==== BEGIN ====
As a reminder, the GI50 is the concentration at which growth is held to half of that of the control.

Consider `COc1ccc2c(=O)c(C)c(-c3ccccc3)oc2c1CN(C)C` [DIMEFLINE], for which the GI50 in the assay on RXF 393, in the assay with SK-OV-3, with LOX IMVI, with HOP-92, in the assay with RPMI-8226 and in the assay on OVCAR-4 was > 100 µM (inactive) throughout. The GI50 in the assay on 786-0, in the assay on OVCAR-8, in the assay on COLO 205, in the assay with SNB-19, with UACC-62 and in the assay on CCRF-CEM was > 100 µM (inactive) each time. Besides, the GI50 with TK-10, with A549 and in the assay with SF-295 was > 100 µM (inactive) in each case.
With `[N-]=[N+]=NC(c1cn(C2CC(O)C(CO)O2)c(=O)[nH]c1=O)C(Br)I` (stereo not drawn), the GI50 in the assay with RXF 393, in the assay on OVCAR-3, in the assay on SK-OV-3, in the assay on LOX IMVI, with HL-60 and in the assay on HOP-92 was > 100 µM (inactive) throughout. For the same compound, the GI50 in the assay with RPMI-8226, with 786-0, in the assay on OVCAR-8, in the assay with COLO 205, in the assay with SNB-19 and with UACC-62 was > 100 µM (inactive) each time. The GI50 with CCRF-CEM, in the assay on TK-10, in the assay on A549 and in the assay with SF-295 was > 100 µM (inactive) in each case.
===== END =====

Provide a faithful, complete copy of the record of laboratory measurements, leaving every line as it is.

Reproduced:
As a reminder, the GI50 is the concentration at which growth is held to half of that of the control.

Consider `COc1ccc2c(=O)c(C)c(-c3ccccc3)oc2c1CN(C)C` [DIMEFLINE], for which the GI50 in the assay on RXF 393, in the assay with SK-OV-3, with LOX IMVI, with HOP-92, in the assay with RPMI-8226 and in the assay on OVCAR-4 was > 100 µM (inactive) throughout. The GI50 in the assay on 786-0, in the assay on OVCAR-8, in the assay on COLO 205, in the assay with SNB-19, with UACC-62 and in the assay on CCRF-CEM was > 100 µM (inactive) each time. Besides, the GI50 with TK-10, with A549 and in the assay with SF-295 was > 100 µM (inactive) in each case.
With `[N-]=[N+]=NC(c1cn(C2CC(O)C(CO)O2)c(=O)[nH]c1=O)C(Br)I` (stereo not drawn), the GI50 in the assay with RXF 393, in the assay on OVCAR-3, in the assay on SK-OV-3, in the assay on LOX IMVI, with HL-60 and in the assay on HOP-92 was > 100 µM (inactive) throughout. For the same compound, the GI50 in the assay with RPMI-8226, with 786-0, in the assay on OVCAR-8, in the assay with COLO 205, in the assay with SNB-19 and with UACC-62 was > 100 µM (inactive) each time. The GI50 with CCRF-CEM, in the assay on TK-10, in the assay on A549 and in the assay with SF-295 was > 100 µM (inactive) in each case.